‘I thought I knew what I wanted in life and that I knew exactly what was the right way to live my life.
‘If I met someone who I thought was going to be my husband in the future, then I was going to be with him, whatever anyone said.
‘But, as it turned out, the idea that Paul was the right man for me was a fantasy I had created in my head.’ While any adult would have immediately seen the truth of the situation — that the teacher should have resisted the advances of a smitten teen — Katherine was blinded by what she perceived as love.
Such was his influence over her that even today she tries to exonerate Tramontini for what happened, taking the blame for instigating the relationship.
Others — such as the judge who would brand him ‘every parent’s nightmare’ as he jailed him — have shown less sympathy for the way the then 32-year-old behaved.
After their first meeting, Katherine says she pursued Tramontini.
‘I went to his classroom after school and wrote him letters,’ she says. ‘He just tried to be a friend to me.’
Didn’t it bother her that he was a teacher She says: ‘I thought I loved him and that because I loved him it didn’t matter how old he was or what job he did.’
But it did not take long for gossip about their ‘friendship’ to sweep the school. And, as is emerging in the case of missing Megan, the school authorities and police were aware of the developing relationship.
Hunt: Teacher Jeremy Forrest and Megan Stammers were last seen on CCTV getting on a ferry to France almost six days ago and have vanished without a trace
Indeed, within weeks of their first meeting, Tramontini felt it necessary to leave his job.
In the ensuing months, says Katherine, she often visited his house, pouring out her heart about her problems.
‘I was a troubled soul and Paul became my haven. He didn’t lay a finger on me; he just wanted to help me. When I finally kissed him, after a few months, he tried to pull back, but then admitted that he loved me, too.’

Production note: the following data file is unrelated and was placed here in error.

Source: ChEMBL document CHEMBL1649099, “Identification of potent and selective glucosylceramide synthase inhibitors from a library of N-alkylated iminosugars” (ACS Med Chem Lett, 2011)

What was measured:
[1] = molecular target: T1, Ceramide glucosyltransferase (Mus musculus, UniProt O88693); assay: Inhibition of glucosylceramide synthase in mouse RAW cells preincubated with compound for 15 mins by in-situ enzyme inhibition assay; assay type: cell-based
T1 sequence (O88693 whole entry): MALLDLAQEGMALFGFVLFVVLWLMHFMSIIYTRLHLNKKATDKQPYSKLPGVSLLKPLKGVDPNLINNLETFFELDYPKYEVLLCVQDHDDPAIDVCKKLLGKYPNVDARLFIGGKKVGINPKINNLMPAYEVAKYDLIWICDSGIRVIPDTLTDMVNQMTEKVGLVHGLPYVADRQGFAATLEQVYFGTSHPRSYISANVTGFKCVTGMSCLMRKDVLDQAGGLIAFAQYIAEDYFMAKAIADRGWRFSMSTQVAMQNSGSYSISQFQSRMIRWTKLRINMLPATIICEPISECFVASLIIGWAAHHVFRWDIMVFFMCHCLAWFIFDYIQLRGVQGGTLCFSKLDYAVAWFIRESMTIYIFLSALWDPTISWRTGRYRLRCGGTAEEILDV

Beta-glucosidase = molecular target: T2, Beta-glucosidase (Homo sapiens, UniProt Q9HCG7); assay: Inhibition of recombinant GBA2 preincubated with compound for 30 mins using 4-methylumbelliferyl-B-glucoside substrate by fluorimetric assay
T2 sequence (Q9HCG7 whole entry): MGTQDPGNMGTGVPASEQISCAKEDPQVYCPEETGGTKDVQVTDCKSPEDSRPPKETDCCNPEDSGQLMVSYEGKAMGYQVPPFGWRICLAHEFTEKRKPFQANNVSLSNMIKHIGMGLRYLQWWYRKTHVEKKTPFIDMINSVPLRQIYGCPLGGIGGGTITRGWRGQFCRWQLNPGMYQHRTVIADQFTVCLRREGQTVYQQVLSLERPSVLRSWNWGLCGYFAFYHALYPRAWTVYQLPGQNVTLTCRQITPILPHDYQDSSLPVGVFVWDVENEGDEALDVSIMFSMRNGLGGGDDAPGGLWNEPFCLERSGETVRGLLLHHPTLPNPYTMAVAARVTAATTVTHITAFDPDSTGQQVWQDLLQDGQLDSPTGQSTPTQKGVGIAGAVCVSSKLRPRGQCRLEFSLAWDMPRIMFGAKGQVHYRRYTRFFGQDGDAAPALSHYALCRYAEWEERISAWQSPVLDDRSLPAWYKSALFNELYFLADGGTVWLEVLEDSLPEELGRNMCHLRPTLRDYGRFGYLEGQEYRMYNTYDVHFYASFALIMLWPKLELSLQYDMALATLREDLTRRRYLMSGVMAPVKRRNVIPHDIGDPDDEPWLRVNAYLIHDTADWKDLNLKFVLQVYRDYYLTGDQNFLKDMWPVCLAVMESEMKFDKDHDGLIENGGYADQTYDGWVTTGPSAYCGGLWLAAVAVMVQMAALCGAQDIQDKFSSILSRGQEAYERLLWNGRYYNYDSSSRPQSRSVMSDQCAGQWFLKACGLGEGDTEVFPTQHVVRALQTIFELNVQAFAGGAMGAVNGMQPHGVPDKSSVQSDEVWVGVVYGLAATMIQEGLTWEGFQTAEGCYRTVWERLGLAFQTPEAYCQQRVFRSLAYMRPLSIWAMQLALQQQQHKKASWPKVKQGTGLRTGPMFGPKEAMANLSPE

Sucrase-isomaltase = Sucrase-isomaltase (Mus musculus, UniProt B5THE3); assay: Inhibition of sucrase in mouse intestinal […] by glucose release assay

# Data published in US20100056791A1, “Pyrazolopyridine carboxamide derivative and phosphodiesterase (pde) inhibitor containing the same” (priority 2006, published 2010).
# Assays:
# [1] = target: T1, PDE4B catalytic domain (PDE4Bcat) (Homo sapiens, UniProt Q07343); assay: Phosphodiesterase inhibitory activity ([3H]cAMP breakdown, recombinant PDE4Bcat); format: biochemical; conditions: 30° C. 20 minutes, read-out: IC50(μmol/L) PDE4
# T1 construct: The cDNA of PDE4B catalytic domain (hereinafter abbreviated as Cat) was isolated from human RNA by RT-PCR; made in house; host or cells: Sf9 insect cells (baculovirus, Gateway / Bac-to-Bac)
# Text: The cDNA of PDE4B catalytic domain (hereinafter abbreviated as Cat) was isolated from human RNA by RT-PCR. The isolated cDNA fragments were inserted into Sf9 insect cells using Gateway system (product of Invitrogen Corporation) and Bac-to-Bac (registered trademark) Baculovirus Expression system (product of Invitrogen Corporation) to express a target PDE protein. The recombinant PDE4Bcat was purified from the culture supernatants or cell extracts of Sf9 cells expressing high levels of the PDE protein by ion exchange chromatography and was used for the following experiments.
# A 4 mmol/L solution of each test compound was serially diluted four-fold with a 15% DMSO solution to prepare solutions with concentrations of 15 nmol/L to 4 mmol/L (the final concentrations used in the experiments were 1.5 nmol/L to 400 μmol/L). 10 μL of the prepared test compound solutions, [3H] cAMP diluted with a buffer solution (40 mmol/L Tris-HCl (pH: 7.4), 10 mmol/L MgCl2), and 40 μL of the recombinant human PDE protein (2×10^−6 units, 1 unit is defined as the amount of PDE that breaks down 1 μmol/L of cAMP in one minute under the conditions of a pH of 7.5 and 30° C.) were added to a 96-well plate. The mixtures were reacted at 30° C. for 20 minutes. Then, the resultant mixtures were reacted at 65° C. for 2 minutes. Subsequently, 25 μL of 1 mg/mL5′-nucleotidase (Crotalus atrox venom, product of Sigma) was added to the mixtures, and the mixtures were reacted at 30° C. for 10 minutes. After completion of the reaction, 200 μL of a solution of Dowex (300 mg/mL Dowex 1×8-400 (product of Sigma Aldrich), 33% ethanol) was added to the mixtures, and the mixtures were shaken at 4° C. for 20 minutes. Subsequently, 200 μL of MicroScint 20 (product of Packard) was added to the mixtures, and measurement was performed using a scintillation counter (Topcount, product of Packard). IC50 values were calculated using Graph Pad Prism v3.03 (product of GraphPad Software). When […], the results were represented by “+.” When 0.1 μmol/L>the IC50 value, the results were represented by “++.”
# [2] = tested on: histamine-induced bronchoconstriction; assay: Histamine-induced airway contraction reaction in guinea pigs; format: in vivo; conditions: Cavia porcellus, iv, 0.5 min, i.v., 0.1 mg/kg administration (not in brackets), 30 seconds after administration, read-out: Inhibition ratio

Katherine maintains she was a virgin when she met Tramontini and insists their relationship did not become sexual until she was 16.
Her parents knew what was going on, but, as is so often the case, the more they objected, the more determined Katherine became.
In April 2000, when she was just 15, they ran away for the first time. When she returned four days later, Tramontini was arrested on suspicion of child abduction. Days later, they disappeared together again, not to be seen for more than a year.
Katherine blamed her parents and the ‘system’ for not understanding their relationship.
‘After he was arrested the first time, I thought: “How dare they call the police on him”
‘My logic was that if we were to hang around this is what would keep happening.
‘I thought I’m just going to get away and experience the world. I said to Paul that I loved him and if he wanted to come with me he could. I was going and meant it. And he followed me.’
While she accepts that an adult might have been expected to counsel against her actions, she says she was so headstrong it would not have made any difference.
Naive: The teenager pictured at the age of 14
The couple’s disappearance left turmoil in its wake, as Megan’s family are discovering. The runaways were front page news, Katherine was featured on Crimewatch and ‘missing’ appeals appeared on milk cartons.
Surely she must have appreciated the anguish she was causing her loved ones
Intriguingly, she says that she and Tramontini were so focused on survival that their only consideration was for themselves.
Their first stop was a service station, where she bleached her hair in the toilets and cut it short. In her own words, she became a ‘new person’.
‘When I came back, I was amazed at how much Press it got — I had no idea it was going to be such a big deal,’ she says.
Did she not think her parents would be worried
‘I left a message with a friend saying I was going away and I was going to be fine,’ she says.
The only other contact Katherine had with her parents during her entire time away was a postcard sent from Italy.
She did not go to Italy, but wrote the card and gave it to an acquaintance to post when he went there.
‘I did that to put their mind at rest,’ she says, totally over-estimating what, if any, solace her parents could have drawn from thinking she was hundreds of miles away.
‘At that point I’d seen them on the TV news and thought: “Oh, I hope they are not overly worried about me.” So I wrote that postcard to give them peace of mind.’
In fact, during their 14 months on the run, the pair toured the towns of the South Coast, with Katherine singing and performing magic tricks in the street to make money.
Sometimes they slept in bus stops or even public toilets.
Pushed further, Katherine admits she does feel guilt at the suffering her parents were put through.
‘Now I am older I have more understanding of the sort of worry I must have caused them,’ she says.
‘Not being around, not being there for Christmas and the unnecessary worry, I can certainly see it would be hard for them.’